We use cookies to improve your experience. To find out more or disable the cookies on your browser click here.

6.5m No-Cam Freerace sail intro 960px




Test Editor Tris Best // Second Testers Maurin Rottenwalter & Joe North
Photos Alex Best // Test location Portland Harbour

If you read the blurb for all the sails in this test by their respective brands, there is a consistency that can’t help but be noticed. Every contender, without exception, prescribes to the alchemy of providing the top end speed (akin to their race-oriented cambered counterparts) but with the ease and practicality of being camber-inducer free. And yet … is that really possible? If it were, why don’t the PWA slalom aficionados use no-cam sails on the tour? We sent our test team in, to delve deeper.

This test was originally published in the April 2018 issue.

The development that goes on at the fore of sail design never ceases to amaze. You think that the industry has reached an impressive threshold for performance and will surely plateau. They’ll reach a ceiling for innovation, as there is nowhere else they can go to next. And yet subtle strides forward continue, almost under the radar, until, in a few years time you look back at past iterations and can’t believe the progression that has been made. Top end race sails truly are works of art, seeming to defy physics and coping in conditions well beyond what was conceivable just a few years ago. But top end performance comes at a price. Fully cambered race sails aren’t the easiest to rig and often feel incredibly physical unless settled and fully powered, which accounts for all cornering, lulls and use in variable winds. Add to that the fact that windsurfing kit is about finding harmonies between the various components, so that they can fulfil that well used cliché of being greater than the sum of their parts. A fin and a board, a mast and a sail – they all have their ideal partners for the perfect setup. The same is true when you decide which sail to partner your board with (and vice versa). So if you want to play with the big boys (and girls) and get yourself a state of the art sail, you best ensure you have the minerals (and something left in the coffers!) to afford the latest slalom board (and fins) as well.  

These no-cam freerace sails have come a long way in the recent past. Traditionally focussed purely on top end performance, their range of set and use has broadened immeasurably. And what is more, the developments that have occurred at the racing pinnacle have noticeably trickled down into this sail category. They offer a genuine taste of the racing thoroughbred sensation and give you a proper crack of the whip, but with a fraction of the rigging and handling hassle. They can partner a variety of boards, from the 150L intermediate progression hull right up to the snorting, fire-breathing slalom board.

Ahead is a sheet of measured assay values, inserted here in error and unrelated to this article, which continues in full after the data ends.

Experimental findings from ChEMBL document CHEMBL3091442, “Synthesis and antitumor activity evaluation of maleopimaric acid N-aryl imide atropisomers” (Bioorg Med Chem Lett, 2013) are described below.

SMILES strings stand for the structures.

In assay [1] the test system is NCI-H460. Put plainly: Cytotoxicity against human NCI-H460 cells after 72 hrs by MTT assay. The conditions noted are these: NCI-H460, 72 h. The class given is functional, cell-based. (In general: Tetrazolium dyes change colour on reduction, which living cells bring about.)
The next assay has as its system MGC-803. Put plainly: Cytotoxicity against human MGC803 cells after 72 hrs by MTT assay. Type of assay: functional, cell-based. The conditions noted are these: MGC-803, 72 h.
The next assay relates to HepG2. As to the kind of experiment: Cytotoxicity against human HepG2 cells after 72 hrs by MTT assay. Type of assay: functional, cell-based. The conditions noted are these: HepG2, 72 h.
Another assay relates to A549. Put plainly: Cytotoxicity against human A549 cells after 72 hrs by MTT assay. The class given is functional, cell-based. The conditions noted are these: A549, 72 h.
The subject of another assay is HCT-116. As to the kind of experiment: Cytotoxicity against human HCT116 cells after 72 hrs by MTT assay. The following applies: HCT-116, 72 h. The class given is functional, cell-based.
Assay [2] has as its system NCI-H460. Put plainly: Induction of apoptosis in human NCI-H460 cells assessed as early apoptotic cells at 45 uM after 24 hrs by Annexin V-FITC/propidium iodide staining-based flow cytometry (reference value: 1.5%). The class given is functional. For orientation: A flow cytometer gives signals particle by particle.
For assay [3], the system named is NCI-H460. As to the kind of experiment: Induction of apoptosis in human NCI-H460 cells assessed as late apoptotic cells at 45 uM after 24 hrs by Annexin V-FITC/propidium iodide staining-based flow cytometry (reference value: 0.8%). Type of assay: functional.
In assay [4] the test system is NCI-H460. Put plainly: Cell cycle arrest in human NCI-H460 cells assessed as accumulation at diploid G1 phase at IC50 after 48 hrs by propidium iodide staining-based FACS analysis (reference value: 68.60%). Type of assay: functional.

Windsurfing, after all, is meant to be fun and these sails provide maximum blasting enjoyment for minimal emotional, physical… or financial commitment.

‘Reduced luff curve’ is a concept now well-established amongst some brands, whilst others still tend to favour the more traditional method of using increased luff curve to ensure stability and structure. The difference in feel isn’t quite as clean cut though, as cunning methods are employed to give life and feel to sails with lots of luff curve (Dacron in the luff panels, stretch in the luff sleeve, not to mention a rock-steady and precise centre of effort), just as other techniques are used to counter any loss in stability when you reduce the tension in the leading edge. It’s all a question of feel, and the sort of feedback that best suits your style of riding. Ezzy, North Sails and Severne are the brands forging the way on reduced luff curves, whilst GA Sails, Goya and Loftsails favour the increased tension. The other brands slot somewhere between, with Neil Pryde unquestionably leaning towards the ‘reduced’ camp and Simmer leaning towards the other extreme.